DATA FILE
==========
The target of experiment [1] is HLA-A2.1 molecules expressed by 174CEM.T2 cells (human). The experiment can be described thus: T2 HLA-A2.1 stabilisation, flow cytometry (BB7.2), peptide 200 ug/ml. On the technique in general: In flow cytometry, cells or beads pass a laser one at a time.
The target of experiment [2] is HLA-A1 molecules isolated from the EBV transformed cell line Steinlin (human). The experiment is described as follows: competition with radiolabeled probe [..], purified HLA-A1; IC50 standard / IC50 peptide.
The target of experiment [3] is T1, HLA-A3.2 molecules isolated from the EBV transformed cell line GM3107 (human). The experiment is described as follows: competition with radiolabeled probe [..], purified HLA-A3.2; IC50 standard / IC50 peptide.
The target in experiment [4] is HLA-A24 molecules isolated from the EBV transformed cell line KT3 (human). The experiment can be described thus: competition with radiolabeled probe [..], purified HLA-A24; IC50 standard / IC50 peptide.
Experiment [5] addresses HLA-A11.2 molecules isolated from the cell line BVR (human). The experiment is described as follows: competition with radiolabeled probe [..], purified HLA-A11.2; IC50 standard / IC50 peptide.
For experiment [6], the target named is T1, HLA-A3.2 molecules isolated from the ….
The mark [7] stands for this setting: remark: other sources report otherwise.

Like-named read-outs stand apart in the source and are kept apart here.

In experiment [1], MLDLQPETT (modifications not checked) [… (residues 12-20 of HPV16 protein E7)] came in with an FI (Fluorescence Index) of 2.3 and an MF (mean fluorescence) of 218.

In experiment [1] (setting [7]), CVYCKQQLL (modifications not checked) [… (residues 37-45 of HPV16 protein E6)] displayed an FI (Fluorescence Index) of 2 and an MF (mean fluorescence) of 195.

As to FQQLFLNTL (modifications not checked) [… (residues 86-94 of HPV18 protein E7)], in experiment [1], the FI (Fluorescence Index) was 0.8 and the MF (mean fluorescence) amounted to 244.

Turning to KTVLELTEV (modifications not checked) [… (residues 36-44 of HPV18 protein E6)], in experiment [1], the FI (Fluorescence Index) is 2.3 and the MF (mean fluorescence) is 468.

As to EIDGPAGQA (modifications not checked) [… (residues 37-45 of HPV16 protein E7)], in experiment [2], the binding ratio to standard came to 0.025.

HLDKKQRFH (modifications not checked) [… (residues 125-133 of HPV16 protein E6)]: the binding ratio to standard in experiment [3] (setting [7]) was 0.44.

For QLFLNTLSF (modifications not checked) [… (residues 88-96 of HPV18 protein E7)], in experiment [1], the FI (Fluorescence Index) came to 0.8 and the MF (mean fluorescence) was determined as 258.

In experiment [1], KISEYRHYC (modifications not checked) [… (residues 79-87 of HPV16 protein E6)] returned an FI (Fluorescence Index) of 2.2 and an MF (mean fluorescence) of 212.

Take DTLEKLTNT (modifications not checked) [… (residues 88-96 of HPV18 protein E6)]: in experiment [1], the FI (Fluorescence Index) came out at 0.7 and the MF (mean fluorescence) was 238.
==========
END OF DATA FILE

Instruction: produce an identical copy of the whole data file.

The target of experiment [1] is HLA-A2.1 molecules expressed by 174CEM.T2 cells (human). The experiment can be described thus: T2 HLA-A2.1 stabilisation, flow cytometry (BB7.2), peptide 200 ug/ml. On the technique in general: In flow cytometry, cells or beads pass a laser one at a time.
The target of experiment [2] is HLA-A1 molecules isolated from the EBV transformed cell line Steinlin (human). The experiment is described as follows: competition with radiolabeled probe [..], purified HLA-A1; IC50 standard / IC50 peptide.
The target of experiment [3] is T1, HLA-A3.2 molecules isolated from the EBV transformed cell line GM3107 (human). The experiment is described as follows: competition with radiolabeled probe [..], purified HLA-A3.2; IC50 standard / IC50 peptide.
The target in experiment [4] is HLA-A24 molecules isolated from the EBV transformed cell line KT3 (human). The experiment can be described thus: competition with radiolabeled probe [..], purified HLA-A24; IC50 standard / IC50 peptide.
Experiment [5] addresses HLA-A11.2 molecules isolated from the cell line BVR (human). The experiment is described as follows: competition with radiolabeled probe [..], purified HLA-A11.2; IC50 standard / IC50 peptide.
For experiment [6], the target named is T1, HLA-A3.2 molecules isolated from the ….
The mark [7] stands for this setting: remark: other sources report otherwise.

Like-named read-outs stand apart in the source and are kept apart here.

In experiment [1], MLDLQPETT (modifications not checked) [… (residues 12-20 of HPV16 protein E7)] came in with an FI (Fluorescence Index) of 2.3 and an MF (mean fluorescence) of 218.

In experiment [1] (setting [7]), CVYCKQQLL (modifications not checked) [… (residues 37-45 of HPV16 protein E6)] displayed an FI (Fluorescence Index) of 2 and an MF (mean fluorescence) of 195.

As to FQQLFLNTL (modifications not checked) [… (residues 86-94 of HPV18 protein E7)], in experiment [1], the FI (Fluorescence Index) was 0.8 and the MF (mean fluorescence) amounted to 244.

Turning to KTVLELTEV (modifications not checked) [… (residues 36-44 of HPV18 protein E6)], in experiment [1], the FI (Fluorescence Index) is 2.3 and the MF (mean fluorescence) is 468.

As to EIDGPAGQA (modifications not checked) [… (residues 37-45 of HPV16 protein E7)], in experiment [2], the binding ratio to standard came to 0.025.

HLDKKQRFH (modifications not checked) [… (residues 125-133 of HPV16 protein E6)]: the binding ratio to standard in experiment [3] (setting [7]) was 0.44.

For QLFLNTLSF (modifications not checked) [… (residues 88-96 of HPV18 protein E7)], in experiment [1], the FI (Fluorescence Index) came to 0.8 and the MF (mean fluorescence) was determined as 258.

In experiment [1], KISEYRHYC (modifications not checked) [… (residues 79-87 of HPV16 protein E6)] returned an FI (Fluorescence Index) of 2.2 and an MF (mean fluorescence) of 212.

Take DTLEKLTNT (modifications not checked) [… (residues 88-96 of HPV18 protein E6)]: in experiment [1], the FI (Fluorescence Index) came out at 0.7 and the MF (mean fluorescence) was 238.